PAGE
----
RCI to review credibility of earlier witness.
- ASP Joeking arrested twice by graft-busters for alleged smuggling of diesel, rice and ketum leaves, currently suspended from duty pending investigations by MACC
- Retired officer Sivanganam’s alleged cold-storage treatment because of “unprofessional behavior”, not discovery of graves
- Ex-cop denies instruction to destroy camp to erase evidence
- Khalid gave specific orders to stall investigations into the discovery of human trafficking camps and gravesites in Wang Kelian
The royal commission of inquiry (RCI) into the mass graves and human trafficking camps in Wang Kelian was today told that one of the police officers who earlier gave evidence is under suspension following a graft probe.
He was allegedly twice probed and arrested by the MACC.
The commander of Battalion 3 of the General Operations Force (GOF), ACP Wan Hamzah Wan Kadir, said ASP Joeking Marian Anthony, the commander of Company B at the battalion, had been under the radar of the Malaysian Anti-Corruption Commission (MACC) since 2011 and was detained for questioning in 2015 and 2019.
Joeking was the fifth witness to take the stand at the RCI called by the government to find out the truth about the mass graves discovered in Wang Kelian, Perlis, three years ago.
During his testimony on April 18, Joeking had claimed that he was instructed by his commanding officer to delete photographs on the Wang Kelian operations and that the photographs could only be stored at the battalion.
He had said that Wan Hamzah was his immediate superior at the time.
Joeking also testified that he received specific instructions from the then-Perlis deputy police chief to destroy the camps, although no reason was given.
He later instructed his team to stop burning or destroying anything after discovering several graves in the area.
The deputy police chief in question, Md Zukir Md Isa, had earlier today testified at the RCI in which he claimed that the instruction to clear the camps was not to eliminate the evidence, but to prevent it from being used by undocumented migrants in the future.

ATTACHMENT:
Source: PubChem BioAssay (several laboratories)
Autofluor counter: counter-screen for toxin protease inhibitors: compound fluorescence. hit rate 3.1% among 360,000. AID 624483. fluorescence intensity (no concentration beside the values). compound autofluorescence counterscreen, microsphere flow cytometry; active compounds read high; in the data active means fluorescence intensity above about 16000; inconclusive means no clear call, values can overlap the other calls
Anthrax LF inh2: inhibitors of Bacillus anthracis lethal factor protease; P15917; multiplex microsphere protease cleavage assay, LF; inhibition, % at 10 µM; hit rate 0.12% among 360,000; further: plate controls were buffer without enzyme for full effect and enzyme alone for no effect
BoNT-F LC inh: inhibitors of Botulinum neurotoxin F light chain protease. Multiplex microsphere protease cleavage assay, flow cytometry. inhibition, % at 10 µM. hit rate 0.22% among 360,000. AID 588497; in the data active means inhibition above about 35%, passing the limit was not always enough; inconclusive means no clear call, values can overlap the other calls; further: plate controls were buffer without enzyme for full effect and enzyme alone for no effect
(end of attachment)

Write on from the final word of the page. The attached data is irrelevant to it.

“The instruction was not to clear the camp overall but only some parts of it.
“I did not intend to destroy the evidence. I only asked to clear some parts such as the canvas covering the camp shelters (kanvas bahagian pelindung) and the water storage. The intention was to ensure that they were not being used again,” the retired cop and 13th witness said,
On March 27, Suhakam and the NGO Fortify Rights in their report stated that the authority’s action in clearing or destroying the camp had reduced the number of evidence to facilitate investigations.
The report also raised the issue with the four-month delay in exhuming bodies at the site. which complicated the forensic experts’ efforts to ascertain the cause of death.
On the delay in the investigation, Zukir admitted that there’s no coordination among police during the preliminary investigation.
He said Bukit Aman had its own reasons on why the investigation was not expedited.
“As far as I can remember, during a media conference by the former Inspector-General of Police Khalid Abu Bakar, when asked on why police were slow in their action, Khalid said that they need more time to inspect the area,” he said.
In the previous hearing, a former cop told that he was advised against conducting operations in the area, while another witness said he was instructed to halt investigations after the finding of the first body at the peak of Bukit Wang Burma on March 6, 2015.
According to the 16th witness, former Perlis police chief Datuk Zulhaznam Harun, he rang up Khalid to alert him as soon as he himself was briefed on the situation in Wang Kelian by Zukir on January 20, 2015.